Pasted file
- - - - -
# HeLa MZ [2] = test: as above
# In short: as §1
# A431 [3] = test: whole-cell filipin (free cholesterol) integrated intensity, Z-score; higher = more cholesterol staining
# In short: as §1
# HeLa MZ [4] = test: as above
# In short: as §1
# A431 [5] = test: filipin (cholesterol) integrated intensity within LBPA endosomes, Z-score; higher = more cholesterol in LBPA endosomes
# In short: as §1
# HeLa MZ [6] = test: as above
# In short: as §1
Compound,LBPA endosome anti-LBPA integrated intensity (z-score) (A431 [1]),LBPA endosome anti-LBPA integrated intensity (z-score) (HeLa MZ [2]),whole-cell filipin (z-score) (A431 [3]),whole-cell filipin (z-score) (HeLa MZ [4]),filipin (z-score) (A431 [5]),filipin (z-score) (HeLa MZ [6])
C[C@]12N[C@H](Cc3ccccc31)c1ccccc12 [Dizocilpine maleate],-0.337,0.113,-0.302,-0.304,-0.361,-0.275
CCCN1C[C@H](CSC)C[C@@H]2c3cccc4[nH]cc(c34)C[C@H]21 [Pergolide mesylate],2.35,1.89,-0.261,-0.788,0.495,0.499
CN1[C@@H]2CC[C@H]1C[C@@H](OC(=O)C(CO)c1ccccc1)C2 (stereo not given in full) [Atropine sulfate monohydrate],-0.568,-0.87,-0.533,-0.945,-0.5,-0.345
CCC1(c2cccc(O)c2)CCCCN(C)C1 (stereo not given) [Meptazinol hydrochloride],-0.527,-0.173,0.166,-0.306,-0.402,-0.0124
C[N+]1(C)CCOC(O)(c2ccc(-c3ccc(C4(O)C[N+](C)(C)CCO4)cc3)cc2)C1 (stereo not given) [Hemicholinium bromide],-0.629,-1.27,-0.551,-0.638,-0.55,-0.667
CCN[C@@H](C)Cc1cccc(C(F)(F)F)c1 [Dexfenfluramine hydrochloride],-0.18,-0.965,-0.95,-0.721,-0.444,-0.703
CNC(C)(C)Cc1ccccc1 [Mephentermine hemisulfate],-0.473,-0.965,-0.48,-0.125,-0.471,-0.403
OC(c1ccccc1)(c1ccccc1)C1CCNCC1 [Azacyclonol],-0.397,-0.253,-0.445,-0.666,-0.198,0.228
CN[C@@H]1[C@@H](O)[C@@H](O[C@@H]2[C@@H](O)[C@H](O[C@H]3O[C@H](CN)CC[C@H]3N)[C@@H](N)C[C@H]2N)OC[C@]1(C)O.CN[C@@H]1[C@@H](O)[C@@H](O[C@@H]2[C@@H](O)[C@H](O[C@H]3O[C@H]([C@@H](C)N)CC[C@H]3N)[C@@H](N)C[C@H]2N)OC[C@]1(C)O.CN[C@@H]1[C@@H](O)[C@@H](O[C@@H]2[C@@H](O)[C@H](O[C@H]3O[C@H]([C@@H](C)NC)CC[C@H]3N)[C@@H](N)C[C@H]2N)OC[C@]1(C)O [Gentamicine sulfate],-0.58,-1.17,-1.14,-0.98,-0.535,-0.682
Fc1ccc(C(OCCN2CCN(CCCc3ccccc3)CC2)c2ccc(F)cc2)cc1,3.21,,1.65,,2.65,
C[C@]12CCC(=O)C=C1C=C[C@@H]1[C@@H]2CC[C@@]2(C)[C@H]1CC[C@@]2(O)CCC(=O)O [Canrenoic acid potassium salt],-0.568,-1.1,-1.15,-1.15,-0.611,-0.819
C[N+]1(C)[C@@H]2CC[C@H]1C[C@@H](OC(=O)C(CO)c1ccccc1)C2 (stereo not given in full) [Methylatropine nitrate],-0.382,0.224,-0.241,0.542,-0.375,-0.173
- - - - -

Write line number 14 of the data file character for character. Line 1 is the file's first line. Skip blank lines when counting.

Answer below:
CN1[C@@H]2CC[C@H]1C[C@@H](OC(=O)C(CO)c1ccccc1)C2 (stereo not given in full) [Atropine sulfate monohydrate],-0.568,-0.87,-0.533,-0.945,-0.5,-0.345